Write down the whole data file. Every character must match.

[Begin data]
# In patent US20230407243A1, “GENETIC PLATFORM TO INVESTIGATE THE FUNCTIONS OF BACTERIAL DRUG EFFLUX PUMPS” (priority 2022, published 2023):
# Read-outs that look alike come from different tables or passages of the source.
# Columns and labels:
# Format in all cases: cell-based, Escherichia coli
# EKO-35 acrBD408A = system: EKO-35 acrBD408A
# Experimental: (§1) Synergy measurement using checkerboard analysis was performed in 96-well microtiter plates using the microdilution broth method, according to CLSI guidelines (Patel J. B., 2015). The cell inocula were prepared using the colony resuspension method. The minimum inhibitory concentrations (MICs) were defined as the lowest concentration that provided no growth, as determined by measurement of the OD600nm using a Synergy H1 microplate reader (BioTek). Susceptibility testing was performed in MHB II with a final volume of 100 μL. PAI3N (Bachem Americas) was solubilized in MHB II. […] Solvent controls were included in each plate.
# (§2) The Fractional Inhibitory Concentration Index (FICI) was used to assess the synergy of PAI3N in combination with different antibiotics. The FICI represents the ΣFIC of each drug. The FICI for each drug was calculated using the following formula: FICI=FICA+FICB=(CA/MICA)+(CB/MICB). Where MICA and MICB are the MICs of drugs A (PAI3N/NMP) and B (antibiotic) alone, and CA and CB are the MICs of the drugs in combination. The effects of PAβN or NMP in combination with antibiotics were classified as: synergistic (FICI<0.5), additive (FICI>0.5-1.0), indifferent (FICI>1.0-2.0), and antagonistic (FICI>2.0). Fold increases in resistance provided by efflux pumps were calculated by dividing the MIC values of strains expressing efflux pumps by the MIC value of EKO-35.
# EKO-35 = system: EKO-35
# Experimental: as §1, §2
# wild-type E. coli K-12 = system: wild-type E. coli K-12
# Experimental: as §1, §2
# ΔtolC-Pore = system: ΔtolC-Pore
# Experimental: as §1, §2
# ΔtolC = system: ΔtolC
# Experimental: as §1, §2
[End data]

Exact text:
# In patent US20230407243A1, “GENETIC PLATFORM TO INVESTIGATE THE FUNCTIONS OF BACTERIAL DRUG EFFLUX PUMPS” (priority 2022, published 2023):
# Read-outs that look alike come from different tables or passages of the source.
# Columns and labels:
# Format in all cases: cell-based, Escherichia coli
# EKO-35 acrBD408A = system: EKO-35 acrBD408A
# Experimental: (§1) Synergy measurement using checkerboard analysis was performed in 96-well microtiter plates using the microdilution broth method, according to CLSI guidelines (Patel J. B., 2015). The cell inocula were prepared using the colony resuspension method. The minimum inhibitory concentrations (MICs) were defined as the lowest concentration that provided no growth, as determined by measurement of the OD600nm using a Synergy H1 microplate reader (BioTek). Susceptibility testing was performed in MHB II with a final volume of 100 μL. PAI3N (Bachem Americas) was solubilized in MHB II. […] Solvent controls were included in each plate.
# (§2) The Fractional Inhibitory Concentration Index (FICI) was used to assess the synergy of PAI3N in combination with different antibiotics. The FICI represents the ΣFIC of each drug. The FICI for each drug was calculated using the following formula: FICI=FICA+FICB=(CA/MICA)+(CB/MICB). Where MICA and MICB are the MICs of drugs A (PAI3N/NMP) and B (antibiotic) alone, and CA and CB are the MICs of the drugs in combination. The effects of PAβN or NMP in combination with antibiotics were classified as: synergistic (FICI<0.5), additive (FICI>0.5-1.0), indifferent (FICI>1.0-2.0), and antagonistic (FICI>2.0). Fold increases in resistance provided by efflux pumps were calculated by dividing the MIC values of strains expressing efflux pumps by the MIC value of EKO-35.
# EKO-35 = system: EKO-35
# Experimental: as §1, §2
# wild-type E. coli K-12 = system: wild-type E. coli K-12
# Experimental: as §1, §2
# ΔtolC-Pore = system: ΔtolC-Pore
# Experimental: as §1, §2
# ΔtolC = system: ΔtolC
# Experimental: as §1, §2